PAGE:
NIGERIA’S fiscal situation got more precarious today after the global economic collapse brought about by the coronavirus pandemic depressed crude oil prices to just above $20 a barrel on international markets.
As a result of the spread of the virus, Chinese output has been severely affected, which in turn has had a domino effect on global industrial production. With supply far outstripping demand, this has led to a collapse in crude oil prices, as demand has plummeted, severely depressing the price of Brent Crude, a grade identical to Nigeria’s Light Bonny Crude.
Nigeria’s 2020 budget is predicated on the country selling 2.18m barrels of crude oil at a benchmark price of $57 a barrel and with this not feasible, government expenditure is under threat. To break even, Nigeria’s federal government needs to generate N2.64tn from oil revenue, representing 32.34% of expected total revenue for this year, with the non-oil revenue projection being N1.80tn.
Yesterday, global Brent Crude prices dropped to about $20 a barrel and on top of this, there are very few purchases taking place, leading to Nigeria’s oil stocks piling up at her export terminals. This is despite the fact that the Organisation of Petroleum Exporting Countries (Opec) agreed to reduce daily output by 10m barrels.
Additional cuts from other non-Opec countries led by Russia could take the reductions up close to 20m barrels a day but so far, this has had little impact on the market. Crude oil prices have shown little life despite the historic reduction deal being announced, highlighting the magnitude of the massive drop in global demand.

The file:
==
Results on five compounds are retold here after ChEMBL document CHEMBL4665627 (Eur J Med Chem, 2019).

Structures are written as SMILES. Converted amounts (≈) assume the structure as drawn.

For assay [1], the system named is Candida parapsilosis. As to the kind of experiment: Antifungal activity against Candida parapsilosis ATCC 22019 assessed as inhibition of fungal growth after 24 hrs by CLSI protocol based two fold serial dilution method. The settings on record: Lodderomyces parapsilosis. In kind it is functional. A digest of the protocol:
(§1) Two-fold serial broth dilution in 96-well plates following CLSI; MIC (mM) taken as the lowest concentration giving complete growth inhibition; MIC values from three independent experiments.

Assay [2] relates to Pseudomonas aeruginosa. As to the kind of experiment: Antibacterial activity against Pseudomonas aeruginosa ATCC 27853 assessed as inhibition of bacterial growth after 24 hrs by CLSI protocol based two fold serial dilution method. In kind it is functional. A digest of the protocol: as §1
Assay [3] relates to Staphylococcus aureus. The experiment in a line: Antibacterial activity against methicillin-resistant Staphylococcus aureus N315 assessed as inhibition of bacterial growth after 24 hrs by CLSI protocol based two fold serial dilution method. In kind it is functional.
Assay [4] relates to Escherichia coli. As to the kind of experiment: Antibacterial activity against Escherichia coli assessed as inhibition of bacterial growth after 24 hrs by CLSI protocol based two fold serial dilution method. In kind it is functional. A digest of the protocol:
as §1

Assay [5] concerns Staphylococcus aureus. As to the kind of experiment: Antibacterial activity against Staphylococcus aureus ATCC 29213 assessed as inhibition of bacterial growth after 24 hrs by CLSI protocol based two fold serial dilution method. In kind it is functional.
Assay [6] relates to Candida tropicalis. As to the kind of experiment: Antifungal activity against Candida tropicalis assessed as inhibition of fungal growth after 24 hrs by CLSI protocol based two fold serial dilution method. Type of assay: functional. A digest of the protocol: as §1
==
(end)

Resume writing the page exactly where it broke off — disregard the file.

Analysts Goldman Sachs said the cut was too little and too late for the oil market, while JBC Energy said it was just plaster on an open wound. Goldman estimates that even with full compliance of the Opec cuts, another 4.1m barrels a day of shut-ins are likely by May.
Opec and its partners agreed to a two-year deal in an attempt to inspire confidence about market stability but many analysts have questioned the solidity of that commitment. It is feared that the deal may fall apart as soon as demand picks up in the post-coronavirus period.
Bjarne Schieldrop, the chief commodities analyst at SEB, said: “The current deal has been forged under duress and is much more likely to fall apart over time. Saudi Arabia’s economic need for a production volume of 12m to 13m barrels a day in a $50 a barrel world and Russia’s strong distaste for production cuts as a means for achieving higher prices, are fundamentals which the current deal cannot circumvent.”
Prince Abdulaziz bin Salman, Saudi Arabia’s energy minister, added: “Flexibility and pragmatism will enable us to continue to do more if we have to. We have to watch what’s happening with demand destruction or demand improvement, depending on how things evolve.”
With Nigeria now facing the prospect of not selling more than 1.5m barrels a day at a cost of $20 a barrel, about a third of original projections, the country’s economic outlook is dire. Already, the government has revised its budget projections downwards twice and may need to do so again.